By Amy Silverman
By Olivia LaVecchia
By Monica Alonzo and Stephen Lemons
By Chris Parker
By Michael Lacey
By Weston Phippen
Fascinating story about the fight in Earp history-writing ("How the West Was Spun," Tony Ortega, December 24), but we have to settle this.
As I read I also concluded that Glenn Boyer was not to be taken seriously. But the day after, I began to judge all the issues and I flip-flopped. Boyer has admitted that he is an entertainer first and history buff second. And he gave us his motive, which is easy--he wants to sell books. Would you buy an Earp book whose author admitted fictional sources in the forward?
I demand as a critic that all the principals shake and make up. Boyer can keep writing in his style and the others can keep doing serious history and citing Boyer where appropriate and telling readers where Boyer takes license. We don't need this fight in Arizona in front of the literary world.
Honestly, can you fault Boyer because he wanted success and chose this method? Any author knows that eventually any historical account would be tested by somebody if it is wildly successful. All Boyer wanted was to sell enough books before history caught up with him. He knew it would happen.
I predict that eventually Boyer will release all his material and everybody will be satisfied. Wyatt Earp would have wanted it that way. Hell, Wyatt Earp was in all kinds of ventures himself to make it as an entrepreneur.
N. Terebey Jr.
I must commend New Times on the well-written piece by Tony Ortega in the December 24 issue. Finally some exposure to the ever-increasing fraudulence of the Earp legend.
I must correct one small flaw in the article, however. The Flashman Papers are in fact the fictional documents that George MacDonald Fraser referenced in the introduction to his works to lend a sense of verisimilitude to his seminal novels. Fraser used The Flashman Papers in the manner that Robert E. Howard quoted A History of the Hyborian Age and H.P. Lovecraft utilized The Necronomicon in their stories: as invented tomes that eased the reader into a state of suspension of disbelief.
Tony Ortega responds: Boyer only recently began to claim that he should not be taken seriously as an Earp researcher. Only after numerous problems were found in his books, which suggested that Boyer had turned Earp family rumors into primary source material, did he begin saying he was a storyteller, not a historian. Before he began making such pronouncements last year, he demanded that he be considered the preeminent Earp expert, telling one publication that writing about Wyatt Earp without mentioning Boyer would be like writing about the Catholic Church without mentioning the Pope. Also, Boyer never said his book Wyatt Earp's Tombstone Vendetta was "fiction" and therefore was not to be taken seriously. He said he had written it in the form of a "nonfiction novel" and intended that it be taken as the most truthful account of Tombstone's famous gunfight. Only later did Boyer admit that he had invented its main character out of whole cloth.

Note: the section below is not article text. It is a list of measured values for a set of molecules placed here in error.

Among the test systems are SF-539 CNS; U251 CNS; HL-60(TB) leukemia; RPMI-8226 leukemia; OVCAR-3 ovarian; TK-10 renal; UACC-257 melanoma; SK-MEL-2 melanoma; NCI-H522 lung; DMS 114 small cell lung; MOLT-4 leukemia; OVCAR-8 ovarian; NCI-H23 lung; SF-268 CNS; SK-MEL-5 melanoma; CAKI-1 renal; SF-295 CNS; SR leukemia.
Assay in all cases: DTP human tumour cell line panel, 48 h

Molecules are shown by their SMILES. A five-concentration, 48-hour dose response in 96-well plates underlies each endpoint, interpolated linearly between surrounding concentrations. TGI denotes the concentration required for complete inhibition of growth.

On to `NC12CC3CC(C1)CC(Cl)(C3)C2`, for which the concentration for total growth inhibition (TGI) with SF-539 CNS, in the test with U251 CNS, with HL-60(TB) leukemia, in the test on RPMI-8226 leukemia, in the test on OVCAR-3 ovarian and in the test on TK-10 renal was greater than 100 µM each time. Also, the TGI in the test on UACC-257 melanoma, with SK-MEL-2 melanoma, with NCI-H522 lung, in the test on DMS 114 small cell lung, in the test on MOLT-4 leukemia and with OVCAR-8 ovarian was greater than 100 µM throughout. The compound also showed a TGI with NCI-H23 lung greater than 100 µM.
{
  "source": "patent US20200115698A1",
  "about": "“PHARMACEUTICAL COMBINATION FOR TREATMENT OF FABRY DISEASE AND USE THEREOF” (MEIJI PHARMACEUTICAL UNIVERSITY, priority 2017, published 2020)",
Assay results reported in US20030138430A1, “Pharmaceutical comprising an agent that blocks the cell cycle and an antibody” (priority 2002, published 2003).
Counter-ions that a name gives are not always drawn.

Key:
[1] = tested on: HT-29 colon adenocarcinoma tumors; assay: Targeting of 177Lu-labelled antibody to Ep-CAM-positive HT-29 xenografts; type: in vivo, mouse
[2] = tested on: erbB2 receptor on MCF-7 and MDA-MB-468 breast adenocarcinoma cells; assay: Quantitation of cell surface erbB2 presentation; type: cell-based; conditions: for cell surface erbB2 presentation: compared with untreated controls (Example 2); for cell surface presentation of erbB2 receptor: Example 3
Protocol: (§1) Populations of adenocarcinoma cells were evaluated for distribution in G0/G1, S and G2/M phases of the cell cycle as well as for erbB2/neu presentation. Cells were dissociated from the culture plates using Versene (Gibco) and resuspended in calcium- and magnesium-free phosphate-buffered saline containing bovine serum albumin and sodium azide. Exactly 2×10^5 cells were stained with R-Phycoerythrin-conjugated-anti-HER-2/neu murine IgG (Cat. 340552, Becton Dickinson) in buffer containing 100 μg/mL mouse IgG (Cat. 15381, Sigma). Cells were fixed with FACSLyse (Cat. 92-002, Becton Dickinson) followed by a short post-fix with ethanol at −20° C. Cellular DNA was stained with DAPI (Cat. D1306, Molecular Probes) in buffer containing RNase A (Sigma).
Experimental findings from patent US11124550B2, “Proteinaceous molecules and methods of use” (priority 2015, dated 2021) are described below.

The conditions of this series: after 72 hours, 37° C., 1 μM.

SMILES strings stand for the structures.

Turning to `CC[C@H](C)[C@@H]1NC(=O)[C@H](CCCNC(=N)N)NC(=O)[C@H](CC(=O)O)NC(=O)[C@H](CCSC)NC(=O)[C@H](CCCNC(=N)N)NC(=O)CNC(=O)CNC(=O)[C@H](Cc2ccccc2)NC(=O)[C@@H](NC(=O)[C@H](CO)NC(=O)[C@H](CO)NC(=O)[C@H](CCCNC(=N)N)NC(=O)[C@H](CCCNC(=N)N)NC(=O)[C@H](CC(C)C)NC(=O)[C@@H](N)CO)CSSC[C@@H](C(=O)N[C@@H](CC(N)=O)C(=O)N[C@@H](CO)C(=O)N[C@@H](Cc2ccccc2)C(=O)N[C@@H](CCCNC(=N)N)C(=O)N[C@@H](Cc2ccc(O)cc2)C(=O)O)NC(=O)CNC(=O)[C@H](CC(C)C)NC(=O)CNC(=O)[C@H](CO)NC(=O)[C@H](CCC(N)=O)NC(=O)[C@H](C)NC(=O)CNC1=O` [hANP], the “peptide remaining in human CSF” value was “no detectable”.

Oh, and I had used The Flashman Papers merely as shorthand for Fraser's Flashman series, which many people do.
Everyone's a Critic
I always enjoy your end of the year music critics' choices ("Critical Mess," December 24). I agree with a lot the choices this year--PJ Harvey, Elliott Smith, Garbage, Lauryn Hill--and as in prior years, your list gives me the chance to discover new and unique music (at least new and unique to me) and the chance to call the big stores--Tower, Zia, Borders, and Virgin--only to hear some clerk say that they and their store's computer never heard of some CD you've deemed to be one of the very best of the year.
This year's seemingly obscure request is Quasi's Featuring Birds, which appears to be available, currently, only over the Internet (last years was Elliott Smith's Either/Or, which I ended up ordering directly from "Kill Rock Stars" since it didn't start appearing in the stores until about the time Elliott Smith appeared on the Academy Awards).
Of course, I do think there are some glaring omissions, which is really the reason I've decided I needed to write: Liz Phair's Whitechocolatespaceegg is my choice as the biggest omission. Also, I thought someone might just slip in Tori Amos' From the Choirgirl Hotel, if anything, for sentimental reasons.
Conspiring to Inspire
I was just preparing to write something nasty (but true) about Mormon Mo Udall's fake environmental legacy (Wonk, December 24). Imagine, calling a man who built six coal plants in the four corners region, a.k.a. Black Mesa, and the Navajo Generating Station and the CAP "a great environmentalist."
Then I planned to work feverishly into this diatribe something nice about the Southwest Center, defenders of "something sacred," and finish off this masterpiece with a comment on the lie, which is the founding of the West, (like it was lost).